Discussions regarding policies to limit greenhouse gas (GHG) emissions have been ongoing for decades, and GHG policies of various types have been implemented for years in many countries. In practice, countries that adopt GHG policies utilize a portfolio that typically includes a mix of standards, subsidies, mandates and price-based policies, each directed at particular economic sectors. In view of obvious inefficiencies and lack of synergies resulting from the portfolio approach, economists and many others have convincingly argued that setting a price on carbon—and other GHG emissions—using an economy-wide, upstream GHG tax would be the most effective and efficient policy to address GHG emissions. Its effectiveness stems from being able to cover all emissions from production and use of fossil fuels by applying the tax on producers of coal, oil, and gas resources at the mine mouth and wellhead before they are combusted, rather than dealing with actual emissions from millions of individual sources and actors throughout the economy. Its efficiency stems from allowing markets, rather than the political process, to identify and implement the most cost-effective steps to reduce emissions through decisions that affect current operations and purchases, and through decisions now about investment, research and development to invent and deploy more effective solutions to reduce future GHG emissions.
Myriad issues must be addressed to design and approve legislation to implement an upstream, economy-wide GHG tax. This report does not address that galaxy of challenges and opportunities. Rather, assuming that an upstream GHG tax could be implemented, the report addresses the challenge of border adjustments for exports and imports in the context of a domestic upstream GHG tax, as described below.
The domestic GHG tax could cause energy-intensive industries to shift production to countries without comparable pricing, resulting in “leakage” of GHG emissions that the domestic tax aims to prevent. By shifting production from the United States, the tax would also disadvantage domestic manufacturers, their employees, and the communities where they operate. Hence, the call by many to introduce border adjustments: through the imposition of equivalent GHG pricing on imported products from energy-intensive, trade-exposed (EITE) industries, and by providing rebates from the impact of the upstream tax on the cost of products exported by domestic producers. However, doing this has raised concerns about consistency with rules of the World Trade Organization (WTO).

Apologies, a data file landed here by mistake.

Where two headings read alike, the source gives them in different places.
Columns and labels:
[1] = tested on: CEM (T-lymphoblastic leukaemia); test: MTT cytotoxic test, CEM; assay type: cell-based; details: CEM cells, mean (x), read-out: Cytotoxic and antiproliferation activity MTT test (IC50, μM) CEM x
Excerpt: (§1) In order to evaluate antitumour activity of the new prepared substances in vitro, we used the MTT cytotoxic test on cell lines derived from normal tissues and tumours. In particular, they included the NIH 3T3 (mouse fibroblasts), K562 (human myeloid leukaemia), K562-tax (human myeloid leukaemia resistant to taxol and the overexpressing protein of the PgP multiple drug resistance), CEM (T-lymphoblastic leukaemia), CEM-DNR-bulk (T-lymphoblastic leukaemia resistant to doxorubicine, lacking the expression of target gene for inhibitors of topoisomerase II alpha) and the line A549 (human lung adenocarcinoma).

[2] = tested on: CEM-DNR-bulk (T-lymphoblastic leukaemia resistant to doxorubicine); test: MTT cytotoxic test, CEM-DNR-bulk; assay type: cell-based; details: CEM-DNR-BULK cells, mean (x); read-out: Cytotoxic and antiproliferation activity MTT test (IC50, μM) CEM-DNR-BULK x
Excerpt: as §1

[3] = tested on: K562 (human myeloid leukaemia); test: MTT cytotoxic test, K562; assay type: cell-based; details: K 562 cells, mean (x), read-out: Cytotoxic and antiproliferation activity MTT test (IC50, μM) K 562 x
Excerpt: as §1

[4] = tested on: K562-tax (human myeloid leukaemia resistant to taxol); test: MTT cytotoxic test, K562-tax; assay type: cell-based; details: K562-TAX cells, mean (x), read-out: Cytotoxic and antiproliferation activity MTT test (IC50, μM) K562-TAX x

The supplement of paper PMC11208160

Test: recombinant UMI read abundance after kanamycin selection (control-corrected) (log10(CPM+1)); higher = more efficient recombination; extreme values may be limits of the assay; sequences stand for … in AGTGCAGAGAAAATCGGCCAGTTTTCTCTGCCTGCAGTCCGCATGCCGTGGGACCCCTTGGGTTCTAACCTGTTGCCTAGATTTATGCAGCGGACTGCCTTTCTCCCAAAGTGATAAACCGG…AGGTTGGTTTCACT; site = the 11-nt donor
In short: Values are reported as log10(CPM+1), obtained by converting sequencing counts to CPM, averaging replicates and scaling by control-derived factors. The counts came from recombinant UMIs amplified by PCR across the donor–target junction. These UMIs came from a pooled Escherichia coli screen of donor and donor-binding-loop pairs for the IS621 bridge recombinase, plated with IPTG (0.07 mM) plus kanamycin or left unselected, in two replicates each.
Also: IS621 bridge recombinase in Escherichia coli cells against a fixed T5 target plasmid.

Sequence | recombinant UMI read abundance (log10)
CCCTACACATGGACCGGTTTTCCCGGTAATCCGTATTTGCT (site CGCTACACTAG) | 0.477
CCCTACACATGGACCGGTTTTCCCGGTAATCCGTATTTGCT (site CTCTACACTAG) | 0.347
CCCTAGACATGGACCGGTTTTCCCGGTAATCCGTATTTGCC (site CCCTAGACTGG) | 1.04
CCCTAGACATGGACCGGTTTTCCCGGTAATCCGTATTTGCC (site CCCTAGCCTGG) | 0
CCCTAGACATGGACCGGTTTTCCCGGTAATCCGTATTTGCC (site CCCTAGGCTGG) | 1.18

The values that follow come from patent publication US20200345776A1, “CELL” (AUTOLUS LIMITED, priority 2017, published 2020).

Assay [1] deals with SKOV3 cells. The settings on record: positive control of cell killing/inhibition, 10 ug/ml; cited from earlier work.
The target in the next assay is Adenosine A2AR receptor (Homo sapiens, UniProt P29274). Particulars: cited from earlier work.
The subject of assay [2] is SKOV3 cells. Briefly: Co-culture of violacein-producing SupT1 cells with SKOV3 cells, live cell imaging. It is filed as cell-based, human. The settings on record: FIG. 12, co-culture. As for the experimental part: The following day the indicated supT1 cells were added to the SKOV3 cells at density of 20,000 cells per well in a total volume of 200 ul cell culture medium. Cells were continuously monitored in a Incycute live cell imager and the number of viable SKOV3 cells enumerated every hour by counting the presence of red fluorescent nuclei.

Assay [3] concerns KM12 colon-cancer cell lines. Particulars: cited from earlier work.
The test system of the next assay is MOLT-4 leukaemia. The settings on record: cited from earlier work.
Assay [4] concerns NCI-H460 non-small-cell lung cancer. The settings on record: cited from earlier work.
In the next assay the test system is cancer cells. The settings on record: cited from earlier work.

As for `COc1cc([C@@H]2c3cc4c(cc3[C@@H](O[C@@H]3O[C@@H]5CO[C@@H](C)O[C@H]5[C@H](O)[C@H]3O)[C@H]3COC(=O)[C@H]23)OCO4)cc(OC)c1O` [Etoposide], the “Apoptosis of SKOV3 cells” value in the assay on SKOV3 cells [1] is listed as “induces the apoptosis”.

Here we propose a Framework for a US climate policy with border adjustments that are compatible with US obligations under WTO agreements. It is based on an upstream tax on GHG emissions with rebates for exports and charges on imports for products from EITE industries. A companion Compendium (forthcoming) provides additional details on implementing border adjustments with specific recommendations for 35 EITE industries. Proposed border measures are designed in a non-discriminatory fashion, with the intent and effect of reducing global GHG emissions. Therefore, the border adjustments proposed as part of the Framework will not give rise to any valid claims of WTO violations. Even if such claims should be raised, a strong defense could be made under the exceptions to the WTO rules.
Jennifer Hillman, Brian Flannery, Jan W. Mares & Matthew Porterfield, Framework Proposal for a US Upstream Greenhouse Gas Tax with WTO-Compliant Border Adjustments (Resources for the Future, March 2018)
Scholarly Commons Citation
Flannery, Brian; Hillman, Jennifer A.; Mares, Jan W.; and Porterfield, Matthew, "Framework Proposal for a US Upstream Greenhouse Gas Tax with WTO-Compliant Border Adjustments" (2018). Georgetown Law Faculty Publications and Other Works. 2046.